The National Council of Teachers of English, whose directives shape curriculum decisions nationwide, has quietly reversed its long opposition to grammar drills, which the group had condemned in 1985 as "a deterrent to the improvement of students' speaking and writing."And, with thanks to the Old Curmudgeon for passing it along, this article from the The Guardian, "Mind Your Language -- It Matters!", an excerpt from the new book by John Humphrys:
Now, even the sentence diagram, long the symbol of abandoned methodology, is allowed, if not quite endorsed, in the classrooms of Fairfax and Howard [Counties in Virginia] and other high-performing school systems throughout the region. To diagram a sentence is to deconstruct it as if it were a math problem, with the main noun, verb and object written on a horizontal line and their various modifiers attached with diagonals.
"Our time has come," said Amy Benjamin, who presides over a council committee that concerns itself with grammar. In 17 years, her Assembly for the Teaching of English Grammar has evolved from "kind of a revolutionary cell" into standard-bearers.
The nascent movement to restore overt grammar instruction began subtly. A 2002 council publication reasserted the importance of "knowing about grammar" and encouraged teachers to "experiment with different approaches," including traditional drills and diagrams. ...
An informal survey of Virginia and Maryland school systems suggests that grammar education is re-emerging slowly. The Loudoun County school system offers an annual summer staff development session called Grammar for English Teachers, tailored to teach the basics to teachers who didn't learn them in college. "It usually fills up pretty quickly," said Carrie Perry, supervisor of English language arts in Loudoun.
The Howard County school system "has returned to the importance of teaching grammar" in the past two or three years, said Zeleana Morris, a language arts coordinator.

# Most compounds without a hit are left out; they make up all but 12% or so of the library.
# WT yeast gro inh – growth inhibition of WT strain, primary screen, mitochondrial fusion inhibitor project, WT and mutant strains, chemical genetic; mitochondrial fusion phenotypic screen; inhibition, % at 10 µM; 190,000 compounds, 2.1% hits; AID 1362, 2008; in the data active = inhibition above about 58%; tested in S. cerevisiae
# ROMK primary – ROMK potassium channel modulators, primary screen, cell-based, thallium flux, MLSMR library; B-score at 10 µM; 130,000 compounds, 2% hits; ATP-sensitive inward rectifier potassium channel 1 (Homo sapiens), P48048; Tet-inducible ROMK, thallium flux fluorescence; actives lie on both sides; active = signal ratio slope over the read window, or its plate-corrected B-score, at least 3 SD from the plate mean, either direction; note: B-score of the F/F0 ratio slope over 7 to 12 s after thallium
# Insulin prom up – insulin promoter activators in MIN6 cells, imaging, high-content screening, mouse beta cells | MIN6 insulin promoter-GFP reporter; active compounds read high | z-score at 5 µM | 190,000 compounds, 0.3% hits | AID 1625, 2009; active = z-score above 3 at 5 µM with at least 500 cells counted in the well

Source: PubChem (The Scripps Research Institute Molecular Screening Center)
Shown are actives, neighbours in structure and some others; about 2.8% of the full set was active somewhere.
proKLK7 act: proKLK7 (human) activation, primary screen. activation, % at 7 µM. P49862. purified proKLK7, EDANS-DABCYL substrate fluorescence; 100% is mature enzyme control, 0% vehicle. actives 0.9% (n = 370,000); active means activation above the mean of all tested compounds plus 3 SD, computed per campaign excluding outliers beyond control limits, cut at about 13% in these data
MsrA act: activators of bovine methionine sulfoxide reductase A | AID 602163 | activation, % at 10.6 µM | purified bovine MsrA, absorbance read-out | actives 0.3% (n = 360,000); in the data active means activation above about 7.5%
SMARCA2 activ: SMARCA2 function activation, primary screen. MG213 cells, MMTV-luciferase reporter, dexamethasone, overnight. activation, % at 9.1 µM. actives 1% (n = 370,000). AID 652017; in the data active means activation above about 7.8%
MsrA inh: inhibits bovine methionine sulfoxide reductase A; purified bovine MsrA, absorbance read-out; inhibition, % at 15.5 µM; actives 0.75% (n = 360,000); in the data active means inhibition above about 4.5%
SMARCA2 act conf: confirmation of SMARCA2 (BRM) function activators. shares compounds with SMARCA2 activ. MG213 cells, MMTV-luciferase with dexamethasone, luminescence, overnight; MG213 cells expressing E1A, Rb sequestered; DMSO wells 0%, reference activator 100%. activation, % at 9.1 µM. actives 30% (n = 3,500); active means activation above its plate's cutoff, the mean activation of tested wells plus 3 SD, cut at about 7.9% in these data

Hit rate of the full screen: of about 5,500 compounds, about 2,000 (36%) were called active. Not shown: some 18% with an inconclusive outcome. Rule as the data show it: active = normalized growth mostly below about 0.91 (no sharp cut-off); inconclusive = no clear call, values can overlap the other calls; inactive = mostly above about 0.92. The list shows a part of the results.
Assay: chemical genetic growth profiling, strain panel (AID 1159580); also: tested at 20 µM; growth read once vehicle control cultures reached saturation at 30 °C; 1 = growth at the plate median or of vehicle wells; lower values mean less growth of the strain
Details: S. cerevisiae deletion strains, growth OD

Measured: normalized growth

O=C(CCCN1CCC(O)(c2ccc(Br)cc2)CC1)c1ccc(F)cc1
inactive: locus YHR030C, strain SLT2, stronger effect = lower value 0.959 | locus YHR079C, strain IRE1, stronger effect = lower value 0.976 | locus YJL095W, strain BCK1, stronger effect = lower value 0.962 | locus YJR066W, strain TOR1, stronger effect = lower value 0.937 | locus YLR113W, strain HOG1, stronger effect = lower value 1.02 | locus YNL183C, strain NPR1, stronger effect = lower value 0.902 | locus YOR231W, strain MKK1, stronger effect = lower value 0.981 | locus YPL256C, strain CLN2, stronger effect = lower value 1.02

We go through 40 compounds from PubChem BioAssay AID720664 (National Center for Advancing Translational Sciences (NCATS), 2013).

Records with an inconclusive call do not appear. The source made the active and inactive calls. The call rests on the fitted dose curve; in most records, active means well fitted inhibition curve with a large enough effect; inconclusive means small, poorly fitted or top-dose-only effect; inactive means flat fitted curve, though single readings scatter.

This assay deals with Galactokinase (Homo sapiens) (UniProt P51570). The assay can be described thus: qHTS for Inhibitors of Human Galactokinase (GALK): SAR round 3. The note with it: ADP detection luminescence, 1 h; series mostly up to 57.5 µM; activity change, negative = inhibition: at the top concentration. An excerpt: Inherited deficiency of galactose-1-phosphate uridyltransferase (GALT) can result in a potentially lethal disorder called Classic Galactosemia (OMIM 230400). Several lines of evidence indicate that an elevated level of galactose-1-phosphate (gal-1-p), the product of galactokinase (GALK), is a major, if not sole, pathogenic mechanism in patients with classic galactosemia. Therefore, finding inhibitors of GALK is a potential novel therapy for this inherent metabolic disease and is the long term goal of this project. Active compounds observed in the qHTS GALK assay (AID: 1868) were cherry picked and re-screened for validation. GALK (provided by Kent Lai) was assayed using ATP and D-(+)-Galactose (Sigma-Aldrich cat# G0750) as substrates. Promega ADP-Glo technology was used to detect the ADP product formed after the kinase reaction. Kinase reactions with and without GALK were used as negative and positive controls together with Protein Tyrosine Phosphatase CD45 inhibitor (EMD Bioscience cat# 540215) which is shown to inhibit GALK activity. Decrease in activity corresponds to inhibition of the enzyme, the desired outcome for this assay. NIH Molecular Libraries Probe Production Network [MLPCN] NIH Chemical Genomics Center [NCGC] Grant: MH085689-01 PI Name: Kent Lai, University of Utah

The revolution might never reach many classrooms. The newest English teachers are products of a grammarless era, unprepared to distinguish an appositive from an infinitive.
"What you have is a generation of teachers from the early to mid-'70s who don't know grammar, who never learned it," said Benjamin, an author of the national council's publication. "We have armies of teachers, elementary teachers and English teachers, who don't have the language to talk about language. It's kind of their dirty little secret."
Language is more than a tool for expressing ourselves. It acts as a mirror to our world, reflecting back to us the way we live. It reflects our attitudes about the way we see things and how we are seen by others: in public life; in politics and commerce; in advertising and marketing; in broadcasting and journalism. Yet the prevailing wisdom about language seems to be that "anything goes".
Word by word, we are at risk of dragging our language down to the lowest common denominator and we do so at the cost of its most precious qualities: subtlety and precision. If we're happy to let our common public language be used in this way, communication will be reduced to a narrow range of basic meanings.
That, of course, would be rather convenient for the snake-oil salesmen, unscrupulous estate agents and (dare I say it?) even some politicians who might prefer not to be pinned down to anything too precise. But why should the rest of us settle for the lowest common denominator communication?
At this point, it's also important to be clear about what should not worry us. I don't get all agitated when a young lad is discussing the merits of one MP3 player against another in a language that may be alien to me. And he hardly needs to speak formally correct English when he's chatting up girls in a pub. He has his world and I have mine and we each speak our own kinds of English in them. But we also have a shared world where we need a dependable common language if we're all going to get by.
It is not a case that language should never change, because of course it always does, but that grammar matters. One of the daftest things we have ever done in our schools was to stop teaching it to children. Academics who should have known better came up with the absurd notion that rules somehow confined children, restricted their imagination. Understanding the basic workings of grammar – even if you don't observe all the rules to the letter – can liberate. If you don't know how to construct a sentence, how can you express yourself?